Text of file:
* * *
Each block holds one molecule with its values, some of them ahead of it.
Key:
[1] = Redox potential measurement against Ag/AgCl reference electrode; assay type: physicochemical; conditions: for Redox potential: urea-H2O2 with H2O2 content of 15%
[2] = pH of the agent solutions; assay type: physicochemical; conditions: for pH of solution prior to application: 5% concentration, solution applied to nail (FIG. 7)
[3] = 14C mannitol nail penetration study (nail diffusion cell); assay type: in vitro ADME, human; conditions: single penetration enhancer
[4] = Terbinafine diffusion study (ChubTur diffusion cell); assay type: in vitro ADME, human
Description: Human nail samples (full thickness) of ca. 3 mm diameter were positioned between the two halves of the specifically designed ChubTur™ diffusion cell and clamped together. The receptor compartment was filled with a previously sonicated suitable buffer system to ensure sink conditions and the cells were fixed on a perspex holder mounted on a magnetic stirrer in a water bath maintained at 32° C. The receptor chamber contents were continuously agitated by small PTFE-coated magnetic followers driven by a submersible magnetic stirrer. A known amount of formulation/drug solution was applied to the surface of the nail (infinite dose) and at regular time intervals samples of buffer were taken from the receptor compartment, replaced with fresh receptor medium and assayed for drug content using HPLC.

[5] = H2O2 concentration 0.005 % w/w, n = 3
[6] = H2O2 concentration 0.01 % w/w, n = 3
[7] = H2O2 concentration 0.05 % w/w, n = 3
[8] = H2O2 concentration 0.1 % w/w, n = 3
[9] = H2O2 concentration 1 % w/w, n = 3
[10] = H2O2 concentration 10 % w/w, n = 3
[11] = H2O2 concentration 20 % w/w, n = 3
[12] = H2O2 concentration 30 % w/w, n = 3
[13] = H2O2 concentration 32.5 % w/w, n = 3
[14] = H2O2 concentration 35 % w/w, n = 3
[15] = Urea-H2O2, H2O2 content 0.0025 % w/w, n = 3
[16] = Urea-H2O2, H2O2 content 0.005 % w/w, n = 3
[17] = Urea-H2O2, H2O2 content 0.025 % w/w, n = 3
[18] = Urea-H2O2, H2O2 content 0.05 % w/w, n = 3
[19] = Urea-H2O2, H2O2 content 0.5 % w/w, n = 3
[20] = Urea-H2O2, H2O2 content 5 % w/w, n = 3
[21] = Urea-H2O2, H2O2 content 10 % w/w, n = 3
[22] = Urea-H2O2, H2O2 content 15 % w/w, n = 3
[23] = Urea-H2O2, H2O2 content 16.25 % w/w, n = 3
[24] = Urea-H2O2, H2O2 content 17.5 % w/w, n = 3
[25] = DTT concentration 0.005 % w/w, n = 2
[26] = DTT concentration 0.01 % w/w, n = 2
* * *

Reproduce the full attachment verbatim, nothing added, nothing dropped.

Each block holds one molecule with its values, some of them ahead of it.
Key:
[1] = Redox potential measurement against Ag/AgCl reference electrode; assay type: physicochemical; conditions: for Redox potential: urea-H2O2 with H2O2 content of 15%
[2] = pH of the agent solutions; assay type: physicochemical; conditions: for pH of solution prior to application: 5% concentration, solution applied to nail (FIG. 7)
[3] = 14C mannitol nail penetration study (nail diffusion cell); assay type: in vitro ADME, human; conditions: single penetration enhancer
[4] = Terbinafine diffusion study (ChubTur diffusion cell); assay type: in vitro ADME, human
Description: Human nail samples (full thickness) of ca. 3 mm diameter were positioned between the two halves of the specifically designed ChubTur™ diffusion cell and clamped together. The receptor compartment was filled with a previously sonicated suitable buffer system to ensure sink conditions and the cells were fixed on a perspex holder mounted on a magnetic stirrer in a water bath maintained at 32° C. The receptor chamber contents were continuously agitated by small PTFE-coated magnetic followers driven by a submersible magnetic stirrer. A known amount of formulation/drug solution was applied to the surface of the nail (infinite dose) and at regular time intervals samples of buffer were taken from the receptor compartment, replaced with fresh receptor medium and assayed for drug content using HPLC.

[5] = H2O2 concentration 0.005 % w/w, n = 3
[6] = H2O2 concentration 0.01 % w/w, n = 3
[7] = H2O2 concentration 0.05 % w/w, n = 3
[8] = H2O2 concentration 0.1 % w/w, n = 3
[9] = H2O2 concentration 1 % w/w, n = 3
[10] = H2O2 concentration 10 % w/w, n = 3
[11] = H2O2 concentration 20 % w/w, n = 3
[12] = H2O2 concentration 30 % w/w, n = 3
[13] = H2O2 concentration 32.5 % w/w, n = 3
[14] = H2O2 concentration 35 % w/w, n = 3
[15] = Urea-H2O2, H2O2 content 0.0025 % w/w, n = 3
[16] = Urea-H2O2, H2O2 content 0.005 % w/w, n = 3
[17] = Urea-H2O2, H2O2 content 0.025 % w/w, n = 3
[18] = Urea-H2O2, H2O2 content 0.05 % w/w, n = 3
[19] = Urea-H2O2, H2O2 content 0.5 % w/w, n = 3
[20] = Urea-H2O2, H2O2 content 5 % w/w, n = 3
[21] = Urea-H2O2, H2O2 content 10 % w/w, n = 3
[22] = Urea-H2O2, H2O2 content 15 % w/w, n = 3
[23] = Urea-H2O2, H2O2 content 16.25 % w/w, n = 3
[24] = Urea-H2O2, H2O2 content 17.5 % w/w, n = 3
[25] = DTT concentration 0.005 % w/w, n = 2
[26] = DTT concentration 0.01 % w/w, n = 2